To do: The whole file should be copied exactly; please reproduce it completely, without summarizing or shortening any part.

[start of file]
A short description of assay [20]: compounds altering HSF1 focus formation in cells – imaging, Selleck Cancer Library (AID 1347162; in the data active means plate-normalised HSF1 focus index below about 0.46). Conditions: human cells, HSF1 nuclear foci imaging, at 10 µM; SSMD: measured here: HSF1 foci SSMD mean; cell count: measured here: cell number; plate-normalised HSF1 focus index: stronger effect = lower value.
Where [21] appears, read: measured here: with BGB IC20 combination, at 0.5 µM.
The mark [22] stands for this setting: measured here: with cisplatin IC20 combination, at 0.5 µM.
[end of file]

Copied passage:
A short description of assay [20]: compounds altering HSF1 focus formation in cells – imaging, Selleck Cancer Library (AID 1347162; in the data active means plate-normalised HSF1 focus index below about 0.46). Conditions: human cells, HSF1 nuclear foci imaging, at 10 µM; SSMD: measured here: HSF1 foci SSMD mean; cell count: measured here: cell number; plate-normalised HSF1 focus index: stronger effect = lower value.
Where [21] appears, read: measured here: with BGB IC20 combination, at 0.5 µM.
The mark [22] stands for this setting: measured here: with cisplatin IC20 combination, at 0.5 µM.